Cybersecurity push

Rockwell Collins partners with UND electrical engineers, students on project to make UAS data more secure

Nicholas Christian, Prakash Ranganathan and Joseph Englund

UND Electrical Engineer Prakash Ranganathan (center) is joned by Electrical Engineering undergrads (left) Nicholas Christian, Grand Forks; and Joseph Englund, Karlstad, Minn. The students are part of the team working on Ranganathan’s Rockwell Collins cybersecurity grant. Photo courtesy of Juan Pedraza.

Don’t let the dollar number fool you: it’s a $25,000 exploratory grant signaling an innovative public-private partnership in the arcane world of cybersecurity.

Rockwell-Collins, an aerospace tech company based in Cedar Rapids, Iowa, and an employer of more than 140 plus of UND alums, recently awarded UND electrical engineering faculty member Prakash Ranganathan $25,000 to open an exploratory UAS-related research initiative.

“This is a unique research project, and follows a key interest—cybersecurity—of North Dakota University System Chancellor Mark Hagerott,” said Ranganathan, who is employing several students on the project.

The Rockwell Collins grant, which Ranganathan received after following up one of the company’s annual Call for Proposal, will set up a geo-defense detection system for unmanned aircraft systems.

Unidentified small UAS can pose a serious risk to key infrastructures. While used mostly by the military, small UAS, or drones, are now widely available. With increased availability comes increased risk. Traditional defense mechanisms against small UAS, such as shooting them down, pose safety risks in many situations.

“We want to learn how to set up parameters for swarms that can enable them to detect and catch rogue drones—that’s to protect critical infrastructure such as airports, power grids,” said Ranganathan, who graduated from North Dakota State University in 2013 with a PhD in software engineering and has since developed, among others, an expertise in cyberphysical systems.

“That’s anything involving the nexus of sensing, communications, computation, security, and control,” said Ranganathan. “So with this grant we want to develop the advanced UAS swarm technology to control, rather than shoot down, rogue drones. We want to gain access and control of such drones and land them safely, then do post-analysis as well.”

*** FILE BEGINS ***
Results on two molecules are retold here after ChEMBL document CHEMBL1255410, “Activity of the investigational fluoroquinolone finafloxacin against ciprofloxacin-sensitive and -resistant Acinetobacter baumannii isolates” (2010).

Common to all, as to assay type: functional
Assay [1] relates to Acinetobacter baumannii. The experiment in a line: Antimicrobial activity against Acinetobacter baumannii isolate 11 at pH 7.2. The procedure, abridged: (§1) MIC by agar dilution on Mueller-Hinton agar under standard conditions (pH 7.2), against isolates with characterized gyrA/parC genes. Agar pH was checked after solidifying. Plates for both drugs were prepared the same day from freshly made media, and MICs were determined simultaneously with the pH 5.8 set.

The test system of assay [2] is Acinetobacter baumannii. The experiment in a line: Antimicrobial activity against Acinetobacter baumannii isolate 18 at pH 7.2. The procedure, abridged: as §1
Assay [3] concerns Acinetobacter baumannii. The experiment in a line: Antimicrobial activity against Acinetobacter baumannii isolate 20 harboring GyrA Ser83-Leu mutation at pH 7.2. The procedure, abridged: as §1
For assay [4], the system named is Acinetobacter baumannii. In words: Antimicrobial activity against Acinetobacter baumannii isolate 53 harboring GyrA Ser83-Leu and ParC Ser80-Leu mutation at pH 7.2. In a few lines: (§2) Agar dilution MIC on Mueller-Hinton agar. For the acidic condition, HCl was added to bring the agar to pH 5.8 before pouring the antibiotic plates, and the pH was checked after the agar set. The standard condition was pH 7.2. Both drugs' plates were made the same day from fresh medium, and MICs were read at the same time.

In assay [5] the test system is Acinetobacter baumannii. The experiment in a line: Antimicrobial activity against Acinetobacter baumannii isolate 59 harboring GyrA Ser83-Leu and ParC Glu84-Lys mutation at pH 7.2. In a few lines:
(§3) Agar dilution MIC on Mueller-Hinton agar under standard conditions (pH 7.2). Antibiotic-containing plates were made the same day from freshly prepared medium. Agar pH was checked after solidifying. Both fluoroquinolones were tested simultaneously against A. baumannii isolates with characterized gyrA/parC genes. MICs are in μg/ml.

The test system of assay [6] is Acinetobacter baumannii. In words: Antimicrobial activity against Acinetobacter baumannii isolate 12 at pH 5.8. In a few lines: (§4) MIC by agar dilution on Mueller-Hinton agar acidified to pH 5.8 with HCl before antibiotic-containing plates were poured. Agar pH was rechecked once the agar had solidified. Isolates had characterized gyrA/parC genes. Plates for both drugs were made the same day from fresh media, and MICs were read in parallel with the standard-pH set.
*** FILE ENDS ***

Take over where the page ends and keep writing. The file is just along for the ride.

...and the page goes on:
Ranganathan explains that the grant funds will primarily used to acquire equipment and supplies needed to set up test-bed for “spoofing” and counter-UAS operations. Additionally, he says, the grant will allow him and his student team to experiment methods for detection and mitigation.

“We anticipate building our own drone as because current off-the-shelf models have limitations, such as software that prevents them from flying into restricted areas,” Ranganathan said. “

This grant is important—and signals another industry vote of confidence in the UND UAS enterprise—because there currently is very limited or no technology out there that addresses the issue of intercepting rogue drones in a manner consistent with public safety.

The grant officially is titled “Geo-Fence Detection System (GFDS) for Unmanned Aerial Vehicular Airspace to provide Counter Autonomy.”

“Ours was on 15 proposals selected of 45 submitted,” Ranganathan said.

“We believe Ranganathan’s proposal thoroughly addressed the criteria, and that this project will further the educational excellence of students while preparing them for rewarding engineering careers at Rockwell Collins,” said Elise Loan, university relations liaison with Rockwell Collins. “We are very excited about the proposed project and appreciate the effort extended by the University of North Dakota to align the project to Rockwell Collins criteria,” said Roger French, UND EE alumni and Rockwell Industry advisor for the project.

By Juan Pedraza for UND’s Division of Research & Economic Development

 

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